Memorial Day was established to remember the men and women who gave the ultimate sacrifice for our country and for each of us. Our family’s soldiers and sailors all came home from war with one exception. My great-uncle Leon Stilson died in the “Great War,” World War I, from a sniper’s bullet. In the Stilson collection are hundreds of photos of Harris Stilson’s older son but I also have Leon’s letters from boot camp (Camp Lee, now Fort Lee), postcards,  and photographs that he sent home for his father to develop.

Camp Lee hospital postcard

His letters after he left for France are especially poignant. His mother’s letters that arrived after his death were eventually returned to her. Decades later, I found them and they made me cry.

Leon Stilson on leave

Letters and photographs, not only of Leon but of so many young Richmond men going off to France, many of whom had never left home before,  inspired my fourth book, available this fall.  War affects families and cities as well as countries. Postcards filled with the details of combat training, homesickness, and words designed to relieve his mother’s worry, highlight the heartbreak accompanying each young person going off to war. Every brave, scared, lonely young man sent messages home echoing Leon’s words.

Richmond soldiers to Camp Lee

Harry Stilson took hundreds of photographs of soldiers, sailors, Armistice parades, air ships, and anti-aircraft guns. He documented the Broad Street Station return of his son’s unit at war’s end. The persistence of a grieving father led Harry to a family in Petersburg, Virginia,  whose son did return from France and who witnessed the fatal wounding of Leon Stilson. Letters from Mr. Thomas Ivey and his son George described how one man died in simple, heart-wrenching words. I believe those letters and documents illustrate how war impacts us all.

George Ivey letter

In 1932,  Mary Perry Stilson sailed to France on a Gold Star Mother pilgrimage to see where her son is buried among 17,800 graves at the Meuse-Argonne American Cemetery. Paris scenes, 1932 maps, ship menus, even her passport and Gold Star Mother Identification, all were lovingly preserved. When I started working on the Stilson collection of images, the enormous number of wartime photographs struck me. So did that pilgrimage of all those mothers who traveled so far to stand by a grave identical to thousands of others and remember their little boys.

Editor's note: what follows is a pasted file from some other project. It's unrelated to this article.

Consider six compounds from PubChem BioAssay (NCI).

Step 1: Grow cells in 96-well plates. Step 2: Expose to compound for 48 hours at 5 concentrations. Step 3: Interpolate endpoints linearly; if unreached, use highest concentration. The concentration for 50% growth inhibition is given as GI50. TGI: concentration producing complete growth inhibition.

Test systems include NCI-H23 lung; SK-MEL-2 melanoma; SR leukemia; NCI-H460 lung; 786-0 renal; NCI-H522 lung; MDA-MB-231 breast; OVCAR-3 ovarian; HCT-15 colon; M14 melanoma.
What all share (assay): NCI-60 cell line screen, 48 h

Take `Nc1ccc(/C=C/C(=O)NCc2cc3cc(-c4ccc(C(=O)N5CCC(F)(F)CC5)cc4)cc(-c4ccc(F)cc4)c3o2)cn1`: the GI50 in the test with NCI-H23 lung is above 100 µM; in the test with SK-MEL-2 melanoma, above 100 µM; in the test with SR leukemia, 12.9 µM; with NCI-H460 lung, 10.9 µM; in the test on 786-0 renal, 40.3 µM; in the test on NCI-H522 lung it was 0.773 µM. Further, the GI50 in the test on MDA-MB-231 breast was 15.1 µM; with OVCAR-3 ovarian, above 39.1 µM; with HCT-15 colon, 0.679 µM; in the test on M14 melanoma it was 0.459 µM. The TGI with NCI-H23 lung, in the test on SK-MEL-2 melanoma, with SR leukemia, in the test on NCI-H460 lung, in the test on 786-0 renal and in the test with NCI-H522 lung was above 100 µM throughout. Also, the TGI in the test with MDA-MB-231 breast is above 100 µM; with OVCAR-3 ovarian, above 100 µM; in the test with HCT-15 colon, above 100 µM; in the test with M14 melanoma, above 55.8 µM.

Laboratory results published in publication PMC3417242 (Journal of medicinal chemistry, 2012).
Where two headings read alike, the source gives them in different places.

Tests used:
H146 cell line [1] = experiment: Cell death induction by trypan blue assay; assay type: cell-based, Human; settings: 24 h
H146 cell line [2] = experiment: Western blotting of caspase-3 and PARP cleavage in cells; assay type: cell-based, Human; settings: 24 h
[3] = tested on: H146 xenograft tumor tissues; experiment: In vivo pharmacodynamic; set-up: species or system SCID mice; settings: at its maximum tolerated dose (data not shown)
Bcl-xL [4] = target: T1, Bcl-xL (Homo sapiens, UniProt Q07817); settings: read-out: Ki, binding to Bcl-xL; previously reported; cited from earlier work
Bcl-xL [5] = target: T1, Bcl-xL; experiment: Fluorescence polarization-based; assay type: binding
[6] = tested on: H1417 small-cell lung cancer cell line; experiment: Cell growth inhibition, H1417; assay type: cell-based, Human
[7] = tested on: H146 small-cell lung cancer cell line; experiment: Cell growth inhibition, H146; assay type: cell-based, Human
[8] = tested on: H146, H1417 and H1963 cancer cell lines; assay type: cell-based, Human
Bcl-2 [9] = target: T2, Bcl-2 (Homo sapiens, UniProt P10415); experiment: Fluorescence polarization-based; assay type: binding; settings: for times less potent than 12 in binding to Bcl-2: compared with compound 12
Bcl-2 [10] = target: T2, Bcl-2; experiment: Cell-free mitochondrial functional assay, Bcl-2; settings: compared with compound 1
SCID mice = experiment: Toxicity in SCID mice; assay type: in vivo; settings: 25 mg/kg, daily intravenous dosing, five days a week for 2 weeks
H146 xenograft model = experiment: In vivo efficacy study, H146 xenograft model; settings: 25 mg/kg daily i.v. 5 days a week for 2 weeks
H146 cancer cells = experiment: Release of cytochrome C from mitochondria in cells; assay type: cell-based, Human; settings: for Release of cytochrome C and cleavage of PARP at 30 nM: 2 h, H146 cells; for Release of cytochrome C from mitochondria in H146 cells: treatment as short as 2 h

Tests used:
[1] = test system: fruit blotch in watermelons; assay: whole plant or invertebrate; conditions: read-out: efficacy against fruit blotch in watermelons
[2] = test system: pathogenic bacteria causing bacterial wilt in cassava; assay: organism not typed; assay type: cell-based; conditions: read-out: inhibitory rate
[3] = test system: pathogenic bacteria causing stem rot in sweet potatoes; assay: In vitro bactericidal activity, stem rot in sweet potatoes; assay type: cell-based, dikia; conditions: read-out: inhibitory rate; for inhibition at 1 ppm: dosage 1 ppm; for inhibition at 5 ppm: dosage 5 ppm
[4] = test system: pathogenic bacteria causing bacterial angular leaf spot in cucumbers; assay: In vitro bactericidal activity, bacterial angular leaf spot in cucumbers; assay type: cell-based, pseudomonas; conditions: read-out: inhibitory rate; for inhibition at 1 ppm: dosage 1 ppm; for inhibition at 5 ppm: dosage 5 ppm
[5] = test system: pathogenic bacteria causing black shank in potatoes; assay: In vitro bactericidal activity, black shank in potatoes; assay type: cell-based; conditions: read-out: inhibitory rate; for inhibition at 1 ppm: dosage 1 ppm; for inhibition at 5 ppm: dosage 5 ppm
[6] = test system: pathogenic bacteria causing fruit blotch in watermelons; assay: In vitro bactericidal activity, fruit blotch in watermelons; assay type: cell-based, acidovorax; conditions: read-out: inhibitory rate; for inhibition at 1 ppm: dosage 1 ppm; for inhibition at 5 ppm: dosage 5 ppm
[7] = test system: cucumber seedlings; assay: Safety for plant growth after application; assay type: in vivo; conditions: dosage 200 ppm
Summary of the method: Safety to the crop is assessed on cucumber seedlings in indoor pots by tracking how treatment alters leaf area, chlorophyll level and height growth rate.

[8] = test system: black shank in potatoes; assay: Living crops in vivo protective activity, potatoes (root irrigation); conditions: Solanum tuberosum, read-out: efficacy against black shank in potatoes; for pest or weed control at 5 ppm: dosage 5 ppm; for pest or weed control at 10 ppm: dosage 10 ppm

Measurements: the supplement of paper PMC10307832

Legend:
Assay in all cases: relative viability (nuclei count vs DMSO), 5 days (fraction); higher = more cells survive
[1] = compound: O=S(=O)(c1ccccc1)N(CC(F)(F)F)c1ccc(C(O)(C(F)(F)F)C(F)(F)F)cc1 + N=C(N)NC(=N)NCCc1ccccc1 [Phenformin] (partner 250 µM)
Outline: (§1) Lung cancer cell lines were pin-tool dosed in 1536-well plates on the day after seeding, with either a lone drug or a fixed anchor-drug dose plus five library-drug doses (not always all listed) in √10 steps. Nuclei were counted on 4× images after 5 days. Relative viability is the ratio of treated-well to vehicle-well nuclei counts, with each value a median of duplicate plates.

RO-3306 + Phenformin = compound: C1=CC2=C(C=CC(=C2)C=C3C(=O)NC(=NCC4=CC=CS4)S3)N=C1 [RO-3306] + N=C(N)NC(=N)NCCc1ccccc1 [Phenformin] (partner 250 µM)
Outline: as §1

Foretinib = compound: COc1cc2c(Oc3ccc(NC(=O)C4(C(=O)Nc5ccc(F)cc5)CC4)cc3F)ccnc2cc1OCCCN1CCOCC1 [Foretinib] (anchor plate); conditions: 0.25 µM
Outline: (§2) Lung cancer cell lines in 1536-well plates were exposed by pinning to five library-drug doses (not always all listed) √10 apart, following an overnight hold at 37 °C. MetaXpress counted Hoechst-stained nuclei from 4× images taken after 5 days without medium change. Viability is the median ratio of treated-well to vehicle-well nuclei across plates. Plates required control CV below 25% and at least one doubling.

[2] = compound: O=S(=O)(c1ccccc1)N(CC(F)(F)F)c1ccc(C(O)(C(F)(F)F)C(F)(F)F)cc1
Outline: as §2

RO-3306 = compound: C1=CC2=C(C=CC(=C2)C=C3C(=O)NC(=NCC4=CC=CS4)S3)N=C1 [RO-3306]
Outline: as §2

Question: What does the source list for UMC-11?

cemetery

I think one young man’s story becomes symbolic of many stories. Richmond’s dead are listed on a commemorative stone at Byrd Park under an American flag. The Carillon was dedicated as a memorial because these deaths were personal. Our city lost these boys, too.

098 memorial, leon and colored

We lost all the possibilities of all those young people, all the amazing lives they could have lived. I’m not into military history and don’t intend my book as such. It will be a personal look at who went to war, images of one city’s response to a worldwide conflict. I want to share letters, postcards, notes, and anecdotes about Richmond’s boys: farmers, mechanics, students, streetcar conductors. Sons, husbands, fathers. Those who came home and those who did not.

075b LeonLeon Stilson at Hartshorn College (now site of Maggie Walker Governor School) on his last leave before sailing for France
Each family grieves in its own way. Memorials can be as impressive as the Carillon or as quiet as a yellowed packet of letters. Those expressions of grief echo through decades and we should be respectful of them.

Gold star ID
Harry must have sent money to George T. Ivey, the young soldier who was with Leon. In George’s letter to my great-grandfather, he said “I suppose you desire to give expression to your appreciation of what I did for your boy, who fought by my side. The little that I was able to do for him was done gladly and cheerfully, but I would have done the same for any other, for I would have been neither a soldier nor a man if I had failed. I did what I could, and regret that I could do no more. I was near him until ordered away by my superior. I think of him nearly every day, and sincerely regret that such should have been his fate. My last service for him was to wrap him in my rain coat, as he complained of the cold; then I had to leave.“ George Ivey thought about Leon Stilson nearly every day. Don’t we owe the men and women who gave their futures, their everything, for us at least one day a year of remembering and gratitude?

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